A Singer’s Thyroid

O

ver the years, I have had many questions about the thyroid gland and how its function (and dysfunction) impacts us—singers in particular. In the next few paragraphs, we will look at this important structure, how it functions, what can go wrong, and how it can be treated, specifically from the vocalist’s point of view.

The anatomical location of the thyroid gland is of interest to singers, since its two vertically elongated lobes sit on either side of the lower larynx and upper trachea. The two lobes are connected by a narrow isthmus that straddles the neck about the level of the cricoid, so the overall appearance of the gland is like a letter “H”. The lower ends of the “H” are covered by muscles, so that a sized normal gland is pretty unobtrusive to a casual examination.

The thyroid gland is one of the endocrine glands of the body. This simply means that its secretions (hormones) are liberated directly into the circulation, rather than exocrine glands (like sweat glands) whose secretions appear on the outside of the body. (Remember that topologically the body is like a hollow tube: like a donut, so “outside” refers to both the outer surface of its substance and the hole in the middle, and that “surface” can refer to the skin or into the gut, such as the enzyme rich fluid in gastric juices or saliva). 

The thyroid gland is the body’s thermostat: it controls the rate of metabolism, how quickly the body burns up its nutrients. Like most structures in the body, in healthy individuals, a normally functioning thyroid gland “flies below the radar.” 

 However, if the thermostat is turned up (hyperthyroidism), a person can become “hyper”: excessively energetic, hands showing a fine tremor, sweating and feeling hot, losing weight, with a rapid heart beat. By contrast, if the thermostat is turned down (hypothyroidism), the complaints are chronic fatigue, sluggishness, weight gain, and a constant feeling of cold. With hypothyroidism, there are other symptoms that can be more subtle and generic, such as constipation, abnormally heavy periods, and hair and skin problems. Overall, hypothyroidism is much more common than hyperthyroidism.

While significant over- or under-function of the thyroid is not difficult to diagnose, here’s the problem: in many situations, the dysfunction may be mild, and unsuspected. It is my opinion that mild or borderline hypothyroidism is frequently overlooked. After all, given our busy and stressful lives, is there anyone who doesn’t “feel tired all the time?” And who couldn’t lose a couple of pounds? Many symptoms, especially of hypothyroidism, seem rather nonspecific, and it takes a heightened degree of suspicion to identify the cause. A couple of clues can be helpful, however. Hypothyroidism is more common in middle aged women, and often exists in the presence of other autoimmune conditions such as arthritis.

Let’s now look at how thyroid dysfunction can specifically affect the singer. If the thyroid is overactive, it  may cause a tremor which can affect not only the hands, but also the voice. This is a fine irregular oscillation of the voice which, unlike a vibrato, is involuntary and can not be controlled. While it would be uncommon for hyperthyroidism to present with this isolated symptom, we would certainly suspect thyroid excess, especially if the other symptoms, listed above, are present.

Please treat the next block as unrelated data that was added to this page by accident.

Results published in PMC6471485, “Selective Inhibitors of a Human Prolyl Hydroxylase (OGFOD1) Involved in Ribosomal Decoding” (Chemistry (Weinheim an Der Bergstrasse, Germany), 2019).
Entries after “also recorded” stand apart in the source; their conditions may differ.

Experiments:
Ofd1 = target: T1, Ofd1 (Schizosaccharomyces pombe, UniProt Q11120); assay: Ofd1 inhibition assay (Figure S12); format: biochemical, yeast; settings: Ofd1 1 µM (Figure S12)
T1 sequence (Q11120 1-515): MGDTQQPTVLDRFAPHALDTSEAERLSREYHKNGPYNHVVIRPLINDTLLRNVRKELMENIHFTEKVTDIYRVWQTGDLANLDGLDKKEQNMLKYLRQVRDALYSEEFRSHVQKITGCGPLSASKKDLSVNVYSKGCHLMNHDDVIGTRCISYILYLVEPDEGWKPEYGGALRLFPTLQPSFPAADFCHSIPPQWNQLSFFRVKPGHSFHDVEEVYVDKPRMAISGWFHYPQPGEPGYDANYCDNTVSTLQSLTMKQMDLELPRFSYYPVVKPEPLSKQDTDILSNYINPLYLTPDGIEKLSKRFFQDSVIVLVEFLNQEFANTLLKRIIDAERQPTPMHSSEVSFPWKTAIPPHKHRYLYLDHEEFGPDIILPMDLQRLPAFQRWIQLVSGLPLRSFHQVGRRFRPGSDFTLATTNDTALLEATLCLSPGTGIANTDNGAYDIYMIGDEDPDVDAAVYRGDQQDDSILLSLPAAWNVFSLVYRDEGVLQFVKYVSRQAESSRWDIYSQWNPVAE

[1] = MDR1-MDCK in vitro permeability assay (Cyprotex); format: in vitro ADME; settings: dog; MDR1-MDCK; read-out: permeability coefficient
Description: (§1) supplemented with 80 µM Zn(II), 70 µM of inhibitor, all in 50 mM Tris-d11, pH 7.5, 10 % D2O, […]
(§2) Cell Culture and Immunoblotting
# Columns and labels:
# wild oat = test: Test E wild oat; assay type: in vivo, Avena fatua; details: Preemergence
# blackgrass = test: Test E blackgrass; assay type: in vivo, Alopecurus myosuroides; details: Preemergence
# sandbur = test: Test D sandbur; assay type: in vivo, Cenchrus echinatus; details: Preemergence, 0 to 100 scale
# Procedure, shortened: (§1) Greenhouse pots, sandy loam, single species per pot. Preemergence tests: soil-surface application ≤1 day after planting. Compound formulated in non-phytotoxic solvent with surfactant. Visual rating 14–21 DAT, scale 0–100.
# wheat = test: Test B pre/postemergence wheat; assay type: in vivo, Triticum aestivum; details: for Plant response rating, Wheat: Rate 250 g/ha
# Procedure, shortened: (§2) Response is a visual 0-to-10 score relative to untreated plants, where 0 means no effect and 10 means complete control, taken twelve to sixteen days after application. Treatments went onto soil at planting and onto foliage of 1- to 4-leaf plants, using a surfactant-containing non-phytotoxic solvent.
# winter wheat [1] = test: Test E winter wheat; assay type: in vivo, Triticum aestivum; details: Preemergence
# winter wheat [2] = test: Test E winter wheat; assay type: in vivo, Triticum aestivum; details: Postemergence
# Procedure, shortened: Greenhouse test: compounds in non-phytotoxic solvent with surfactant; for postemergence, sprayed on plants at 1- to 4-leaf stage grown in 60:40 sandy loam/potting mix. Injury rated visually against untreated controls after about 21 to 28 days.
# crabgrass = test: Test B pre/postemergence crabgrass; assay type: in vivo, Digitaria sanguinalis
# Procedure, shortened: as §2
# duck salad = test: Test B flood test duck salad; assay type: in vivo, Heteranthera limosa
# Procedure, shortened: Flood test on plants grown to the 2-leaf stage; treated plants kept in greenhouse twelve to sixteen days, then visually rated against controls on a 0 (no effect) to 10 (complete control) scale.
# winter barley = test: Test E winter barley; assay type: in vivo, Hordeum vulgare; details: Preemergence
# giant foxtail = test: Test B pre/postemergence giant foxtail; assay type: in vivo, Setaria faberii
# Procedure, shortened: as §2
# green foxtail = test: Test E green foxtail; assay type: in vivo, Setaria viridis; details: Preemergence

Much more insidious is the effect of borderline or mild hypothyroidism on the voice. In this condition, the larynx becomes less agile, and loses range and volume. The voice also loses color and projection, somewhat like we see in those who retain excessive fluid before their period. Unlike premenstrual voice “thickening,” however, the problem in a hypothyroid singer does not go away, and may lead to harmful compensatory vocal strategies. If a well-trained and experienced singer, especially in middle age, develops the persistent vocal changes described above, investigation of the cause should include a blood test to check for thyroid hormone levels. 

Finally, a few words about thyroid surgery. While most cases of low thyroid (and some cases of high thyroid) function can be treated medically, occasionally the  removal of part or all of the thyroid gland may be necessary. Some indications for this would be an abnormal gland suggestive of cancer, or a gland (usually under-active) that has grown so much in size as to be pressing on adjacent structures in the neck. 

Again from the singer’s point of view, an important issue with thyroid surgery is the uncommon possibility of injury to the nerve(s) that move the vocal folds. These nerves (called the recurrent laryngeal nerves) run next to the gland, and are sometimes intimately associated with the gland tissue. Preserving the nerves is important for every patient, but especially for singers. Occasionally the nerve needs to be moved, even stretched, to gain access to the gland, but rarely it is more permanently damaged. If you, as a singer, do need thyroid surgery, I recommend getting multiple opinions, and choosing a surgeon with a lot of experience and a good track record who understands what is at stake in terms of your profession. Of course, in cases of cancer, curing the patient of the disease takes precedence, so many factors need to be weighed.

Anthony Jahn, M.D.

Anthony Jahn M.D. is an otolaryngologist with a subspecialty interest in ear diseases, disorders of hearing and balance, and disorders of the voice. He is a professor of clinical otolaryngology at Mount Sinai School of Medicine and is a noted author of The Care of the Professional Voice. For more resources, go to his website www.earandvoicedoctor.com.